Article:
How many more CAAs in coming decades?

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By – Talmizur Rahman

With the President assenting to the Constitution (Amendment) Bill (CAB), the Constitution (Amendment) Act (CAA) has come to stay. For the genuine political observer it has never been a surprise. Significantly, the day the people of Assam overwhelmingly voted for the BJP in the last Lok Sabha election, the die was cast.

It may be noted that in the matter of bringing in the Bill in the Parliament, the BJP never cheated anyone. Even before the Election Commission officially announced the holding of the 2019 Lok Sabha polls, the BJP president (now also Union Home Minister) Amit Shah announced in north Assam that if voted to power the party would re-introduce the CAB in the Parliament. Beginning with Prime Minister Narendra Modi, the same announcement was made by a host of BJP heavyweights in the election campaign meetings in Assam, while the same was made into a promise in the 2019 election manifesto of the saffron party. On that count that BJP only abided by its commitment, with the final result being the Bill becoming an Act. Interestingly, there was not even a whisper of protest from any corner of Assam during the run-up to the 2019 Lok Sabha polls.

It may be highly pertinent at this stage to recall that while the CAB-2016 had lapsed in 2018 on account of the ruling dispensation’s lack of the requisite strength in the Rajya Sabha, the months that preceded this stage of the earlier Bill in 2018 witnessed massive protest against it all over the North-east; virtually entire Assam turned into a boiling cauldron of protest. However, the leaders and the organisations they led and are still leading protest movements against CAB (now CAA) went into hibernation immediately after the Election Commission officially announced the 2019 Lok Sabha polls. For months together the anti-CAB leaders and organisations vanished into oblivion and there was none to ask the people to oppose CAB-2016. It is ordinary common sense that if any protest against CAB-2016 was to be made then, it should have been done immediately after the BJP’s loud announcement on a new CAB made prior to the 2019 Lok Sabha polls. Had the anti-CAB leaders, in particular two of them, who had earlier led the anti-CAB movement played a similar role in the run-up to the 2019 Lok Sabha polls, the election results in all probability might have been drastically different. Alas that was not to be! Having disappeared from public domain throughout the election period and beyond involving several months, these leaders slowly began to creep back to limelight by addressing the press now and again on lighter issues. Interestingly, while the new version of the CAB was placed in the Parliament with absolute certainty of its safe passage in terms of numbers in the ongoing Winter Session, these leaders who have mastered the art of vanishing when most desired to be in the limelight, once again sprang into action with loud anti-CAB protests. While the general public invariably follow the leader(s), to the conscious observer it was crystal clear that a losing battle against the new CAB was being waged.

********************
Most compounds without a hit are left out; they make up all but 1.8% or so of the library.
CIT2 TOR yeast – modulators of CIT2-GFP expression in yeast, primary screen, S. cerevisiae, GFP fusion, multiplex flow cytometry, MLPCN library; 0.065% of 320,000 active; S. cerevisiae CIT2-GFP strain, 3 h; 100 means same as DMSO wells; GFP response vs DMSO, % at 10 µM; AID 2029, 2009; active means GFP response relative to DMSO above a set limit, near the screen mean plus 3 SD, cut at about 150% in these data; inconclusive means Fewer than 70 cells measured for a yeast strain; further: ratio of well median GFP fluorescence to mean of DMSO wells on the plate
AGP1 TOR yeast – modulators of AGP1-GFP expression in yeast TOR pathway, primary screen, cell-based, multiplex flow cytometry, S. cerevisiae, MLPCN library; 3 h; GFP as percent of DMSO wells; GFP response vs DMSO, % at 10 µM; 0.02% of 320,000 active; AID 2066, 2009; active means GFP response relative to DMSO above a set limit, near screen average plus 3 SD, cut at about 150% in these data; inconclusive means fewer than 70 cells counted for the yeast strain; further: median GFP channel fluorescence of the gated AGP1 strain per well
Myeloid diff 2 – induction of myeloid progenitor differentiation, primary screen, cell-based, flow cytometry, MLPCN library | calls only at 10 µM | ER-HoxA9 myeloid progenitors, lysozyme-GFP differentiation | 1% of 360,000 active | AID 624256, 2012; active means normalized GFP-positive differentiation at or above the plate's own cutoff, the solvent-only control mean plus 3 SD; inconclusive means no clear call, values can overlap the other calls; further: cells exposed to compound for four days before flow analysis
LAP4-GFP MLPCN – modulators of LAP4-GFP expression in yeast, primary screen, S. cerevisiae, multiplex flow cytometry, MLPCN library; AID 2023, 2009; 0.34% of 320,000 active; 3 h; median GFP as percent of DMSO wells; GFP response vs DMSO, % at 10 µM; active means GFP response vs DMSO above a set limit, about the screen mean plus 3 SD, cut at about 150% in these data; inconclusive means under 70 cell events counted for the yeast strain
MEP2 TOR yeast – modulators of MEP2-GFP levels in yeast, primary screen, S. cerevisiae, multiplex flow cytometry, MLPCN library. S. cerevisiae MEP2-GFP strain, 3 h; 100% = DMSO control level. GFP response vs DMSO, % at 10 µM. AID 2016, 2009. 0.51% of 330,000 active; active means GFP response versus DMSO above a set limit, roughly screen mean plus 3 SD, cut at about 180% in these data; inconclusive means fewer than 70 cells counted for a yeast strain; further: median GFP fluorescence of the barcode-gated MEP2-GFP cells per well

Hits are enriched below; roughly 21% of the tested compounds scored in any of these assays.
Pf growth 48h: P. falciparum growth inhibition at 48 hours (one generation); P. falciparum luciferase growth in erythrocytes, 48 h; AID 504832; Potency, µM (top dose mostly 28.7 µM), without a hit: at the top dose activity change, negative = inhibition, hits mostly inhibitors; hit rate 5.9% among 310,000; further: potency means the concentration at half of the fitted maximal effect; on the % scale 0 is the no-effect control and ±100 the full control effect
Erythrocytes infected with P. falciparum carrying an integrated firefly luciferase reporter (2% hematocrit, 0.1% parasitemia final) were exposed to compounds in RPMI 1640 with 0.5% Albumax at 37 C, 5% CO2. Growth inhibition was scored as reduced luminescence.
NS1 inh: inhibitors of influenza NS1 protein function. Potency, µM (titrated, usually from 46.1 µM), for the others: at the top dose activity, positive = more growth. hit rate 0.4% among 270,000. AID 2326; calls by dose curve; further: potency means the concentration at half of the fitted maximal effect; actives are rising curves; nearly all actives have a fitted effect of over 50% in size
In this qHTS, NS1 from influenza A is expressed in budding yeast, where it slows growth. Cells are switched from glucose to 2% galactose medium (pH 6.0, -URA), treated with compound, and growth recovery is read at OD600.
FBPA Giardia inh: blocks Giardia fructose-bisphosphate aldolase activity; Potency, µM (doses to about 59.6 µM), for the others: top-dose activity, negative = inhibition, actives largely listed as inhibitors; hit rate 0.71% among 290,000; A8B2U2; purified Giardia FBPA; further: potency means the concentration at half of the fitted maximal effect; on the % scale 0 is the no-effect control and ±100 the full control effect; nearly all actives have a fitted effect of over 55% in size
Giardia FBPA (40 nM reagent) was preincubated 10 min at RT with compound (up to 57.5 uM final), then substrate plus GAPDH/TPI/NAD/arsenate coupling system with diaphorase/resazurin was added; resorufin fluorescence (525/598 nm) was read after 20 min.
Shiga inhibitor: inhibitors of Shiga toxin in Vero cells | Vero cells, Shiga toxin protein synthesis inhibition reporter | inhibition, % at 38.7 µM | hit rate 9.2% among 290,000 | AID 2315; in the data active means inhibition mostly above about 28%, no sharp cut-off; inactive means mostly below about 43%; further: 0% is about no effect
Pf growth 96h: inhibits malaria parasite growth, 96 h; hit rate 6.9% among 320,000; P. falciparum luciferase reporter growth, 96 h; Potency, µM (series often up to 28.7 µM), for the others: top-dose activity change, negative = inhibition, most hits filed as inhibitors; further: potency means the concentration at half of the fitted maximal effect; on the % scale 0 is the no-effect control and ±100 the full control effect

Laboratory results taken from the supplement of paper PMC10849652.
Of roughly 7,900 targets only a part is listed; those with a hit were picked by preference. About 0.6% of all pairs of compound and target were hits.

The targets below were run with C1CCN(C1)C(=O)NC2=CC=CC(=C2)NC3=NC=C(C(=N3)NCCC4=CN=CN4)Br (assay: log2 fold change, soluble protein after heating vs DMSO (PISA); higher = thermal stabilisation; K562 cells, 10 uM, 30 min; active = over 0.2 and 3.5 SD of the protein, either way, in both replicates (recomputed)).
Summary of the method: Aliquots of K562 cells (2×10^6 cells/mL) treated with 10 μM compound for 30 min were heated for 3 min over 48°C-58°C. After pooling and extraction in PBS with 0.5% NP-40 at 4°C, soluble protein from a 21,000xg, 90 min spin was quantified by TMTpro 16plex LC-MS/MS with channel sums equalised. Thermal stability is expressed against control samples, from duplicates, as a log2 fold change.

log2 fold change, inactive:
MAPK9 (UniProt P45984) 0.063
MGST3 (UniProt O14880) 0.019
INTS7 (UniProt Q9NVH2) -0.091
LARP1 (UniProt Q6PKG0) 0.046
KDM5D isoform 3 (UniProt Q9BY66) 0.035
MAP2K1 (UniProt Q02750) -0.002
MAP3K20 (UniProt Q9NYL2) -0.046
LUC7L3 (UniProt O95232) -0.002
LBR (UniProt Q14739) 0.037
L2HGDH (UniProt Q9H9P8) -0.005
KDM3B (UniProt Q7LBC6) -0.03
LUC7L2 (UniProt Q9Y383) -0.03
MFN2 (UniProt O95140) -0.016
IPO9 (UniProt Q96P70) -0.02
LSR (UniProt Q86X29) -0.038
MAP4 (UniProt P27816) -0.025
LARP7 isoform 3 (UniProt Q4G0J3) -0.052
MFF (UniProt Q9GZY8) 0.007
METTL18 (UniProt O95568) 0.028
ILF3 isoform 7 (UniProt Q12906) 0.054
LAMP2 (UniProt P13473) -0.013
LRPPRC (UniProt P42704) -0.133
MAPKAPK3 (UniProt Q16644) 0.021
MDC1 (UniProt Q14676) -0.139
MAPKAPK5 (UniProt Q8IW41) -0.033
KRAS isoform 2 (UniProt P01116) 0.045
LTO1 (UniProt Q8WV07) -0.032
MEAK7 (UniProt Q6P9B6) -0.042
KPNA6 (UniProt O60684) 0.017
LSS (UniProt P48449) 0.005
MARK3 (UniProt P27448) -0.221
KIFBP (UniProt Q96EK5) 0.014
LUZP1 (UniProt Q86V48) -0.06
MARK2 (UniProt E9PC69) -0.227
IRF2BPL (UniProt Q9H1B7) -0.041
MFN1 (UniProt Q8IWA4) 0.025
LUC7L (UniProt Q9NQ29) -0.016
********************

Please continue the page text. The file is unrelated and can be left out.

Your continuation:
Meanwhile the hard truth that the BJP’s poll manifesto promises to re-introduces a new CAB was like a referendum before the people of Assam at the 2019 Lok Sabha polls. And the people voted overwhelmingly for the BJP in 9 out in a total of 14 Lok Sabha seats in Assam; percent wise in 64.3 percent of the constituencies the people voted for the BJP when politically speaking every such vote was a stamp in favour of the promised upcoming CAB.  The vast majority of people of Assam cannot deny the bitter reality that in reality they voted overwhelmingly in favour of the CAB in the 2019 Lok Sabha polls.

An analysis of the last Lok Sabha poll results makes it clear as daylight that those sections of the people of the state who boast to be ‘more indigenous’ than others stood solidly by the BJP in the 2019 polls. The ruling party made a clean sweep in upper Assam and south Assam; in middle Assam the results proved to be roughly 60% in favour of the BJP and 40% in favour of the opposition. It was only in lower and west Assam that the saffron juggernaut ran into some rough and bumpy electoral terrain winning 1 of the 4 seats in the region.

Significantly, over the last couple of months or so, several columns by this writer have appeared in the media stating that considering the numerical strength of the BJP dispensation along with allies and supporting parties in the Lower and upper House of the Parliament, the new Bill becoming an Act was a reality and that the people of the state have almost forfeited the right to oppose the same. Today, after the CAA has come to stay, a conscious observer may only assert that the ruling saffron brigade never imposed the new CAB (now CAA) and had left it to the wisdom of the people to convey their opinion through their votes in the 2019 Lok Sabha polls. The results were not only a delight to the saffronists but also led to eruption of jubilation and celebration in the camps of those claiming to be ‘more indigenous’ and pristine pure.